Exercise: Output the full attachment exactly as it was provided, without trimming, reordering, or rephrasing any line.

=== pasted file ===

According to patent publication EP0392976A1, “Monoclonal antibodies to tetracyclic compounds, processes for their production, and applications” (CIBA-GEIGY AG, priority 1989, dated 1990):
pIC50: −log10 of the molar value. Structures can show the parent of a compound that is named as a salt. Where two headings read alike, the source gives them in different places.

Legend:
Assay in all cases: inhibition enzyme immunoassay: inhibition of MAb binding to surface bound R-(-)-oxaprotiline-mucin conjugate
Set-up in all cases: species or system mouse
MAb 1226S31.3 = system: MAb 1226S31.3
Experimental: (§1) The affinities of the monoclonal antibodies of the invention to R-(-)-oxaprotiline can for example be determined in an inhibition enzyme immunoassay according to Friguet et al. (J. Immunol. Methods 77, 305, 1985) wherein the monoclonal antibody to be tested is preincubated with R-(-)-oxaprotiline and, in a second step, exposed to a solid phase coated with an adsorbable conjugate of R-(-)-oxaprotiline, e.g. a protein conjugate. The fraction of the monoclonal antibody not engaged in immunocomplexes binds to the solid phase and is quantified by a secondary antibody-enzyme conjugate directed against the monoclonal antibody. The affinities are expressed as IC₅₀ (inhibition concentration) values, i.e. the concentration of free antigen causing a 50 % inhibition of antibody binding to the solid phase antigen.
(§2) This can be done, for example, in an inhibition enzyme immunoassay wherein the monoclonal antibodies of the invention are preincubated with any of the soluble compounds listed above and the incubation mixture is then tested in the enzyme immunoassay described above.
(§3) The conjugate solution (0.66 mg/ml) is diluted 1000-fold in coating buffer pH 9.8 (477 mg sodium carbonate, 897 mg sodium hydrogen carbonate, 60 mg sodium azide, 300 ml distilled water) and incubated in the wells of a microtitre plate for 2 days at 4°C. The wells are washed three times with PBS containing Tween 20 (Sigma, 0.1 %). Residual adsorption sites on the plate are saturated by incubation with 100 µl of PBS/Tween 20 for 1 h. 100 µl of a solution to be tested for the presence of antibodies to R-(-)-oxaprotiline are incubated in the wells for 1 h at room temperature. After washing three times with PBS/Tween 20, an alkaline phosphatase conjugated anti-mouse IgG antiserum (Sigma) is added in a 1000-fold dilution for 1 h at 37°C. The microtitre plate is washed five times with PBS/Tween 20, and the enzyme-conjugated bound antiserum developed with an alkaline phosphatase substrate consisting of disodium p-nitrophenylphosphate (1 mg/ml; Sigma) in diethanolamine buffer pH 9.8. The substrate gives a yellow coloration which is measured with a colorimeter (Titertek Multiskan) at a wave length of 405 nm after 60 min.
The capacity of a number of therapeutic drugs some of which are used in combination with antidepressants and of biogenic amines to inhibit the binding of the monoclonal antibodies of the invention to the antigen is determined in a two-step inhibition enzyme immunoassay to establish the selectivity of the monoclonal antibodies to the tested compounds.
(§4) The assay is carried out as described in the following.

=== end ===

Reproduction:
According to patent publication EP0392976A1, “Monoclonal antibodies to tetracyclic compounds, processes for their production, and applications” (CIBA-GEIGY AG, priority 1989, dated 1990):
pIC50: −log10 of the molar value. Structures can show the parent of a compound that is named as a salt. Where two headings read alike, the source gives them in different places.

Legend:
Assay in all cases: inhibition enzyme immunoassay: inhibition of MAb binding to surface bound R-(-)-oxaprotiline-mucin conjugate
Set-up in all cases: species or system mouse
MAb 1226S31.3 = system: MAb 1226S31.3
Experimental: (§1) The affinities of the monoclonal antibodies of the invention to R-(-)-oxaprotiline can for example be determined in an inhibition enzyme immunoassay according to Friguet et al. (J. Immunol. Methods 77, 305, 1985) wherein the monoclonal antibody to be tested is preincubated with R-(-)-oxaprotiline and, in a second step, exposed to a solid phase coated with an adsorbable conjugate of R-(-)-oxaprotiline, e.g. a protein conjugate. The fraction of the monoclonal antibody not engaged in immunocomplexes binds to the solid phase and is quantified by a secondary antibody-enzyme conjugate directed against the monoclonal antibody. The affinities are expressed as IC₅₀ (inhibition concentration) values, i.e. the concentration of free antigen causing a 50 % inhibition of antibody binding to the solid phase antigen.
(§2) This can be done, for example, in an inhibition enzyme immunoassay wherein the monoclonal antibodies of the invention are preincubated with any of the soluble compounds listed above and the incubation mixture is then tested in the enzyme immunoassay described above.
(§3) The conjugate solution (0.66 mg/ml) is diluted 1000-fold in coating buffer pH 9.8 (477 mg sodium carbonate, 897 mg sodium hydrogen carbonate, 60 mg sodium azide, 300 ml distilled water) and incubated in the wells of a microtitre plate for 2 days at 4°C. The wells are washed three times with PBS containing Tween 20 (Sigma, 0.1 %). Residual adsorption sites on the plate are saturated by incubation with 100 µl of PBS/Tween 20 for 1 h. 100 µl of a solution to be tested for the presence of antibodies to R-(-)-oxaprotiline are incubated in the wells for 1 h at room temperature. After washing three times with PBS/Tween 20, an alkaline phosphatase conjugated anti-mouse IgG antiserum (Sigma) is added in a 1000-fold dilution for 1 h at 37°C. The microtitre plate is washed five times with PBS/Tween 20, and the enzyme-conjugated bound antiserum developed with an alkaline phosphatase substrate consisting of disodium p-nitrophenylphosphate (1 mg/ml; Sigma) in diethanolamine buffer pH 9.8. The substrate gives a yellow coloration which is measured with a colorimeter (Titertek Multiskan) at a wave length of 405 nm after 60 min.
The capacity of a number of therapeutic drugs some of which are used in combination with antidepressants and of biogenic amines to inhibit the binding of the monoclonal antibodies of the invention to the antigen is determined in a two-step inhibition enzyme immunoassay to establish the selectivity of the monoclonal antibodies to the tested compounds.
(§4) The assay is carried out as described in the following.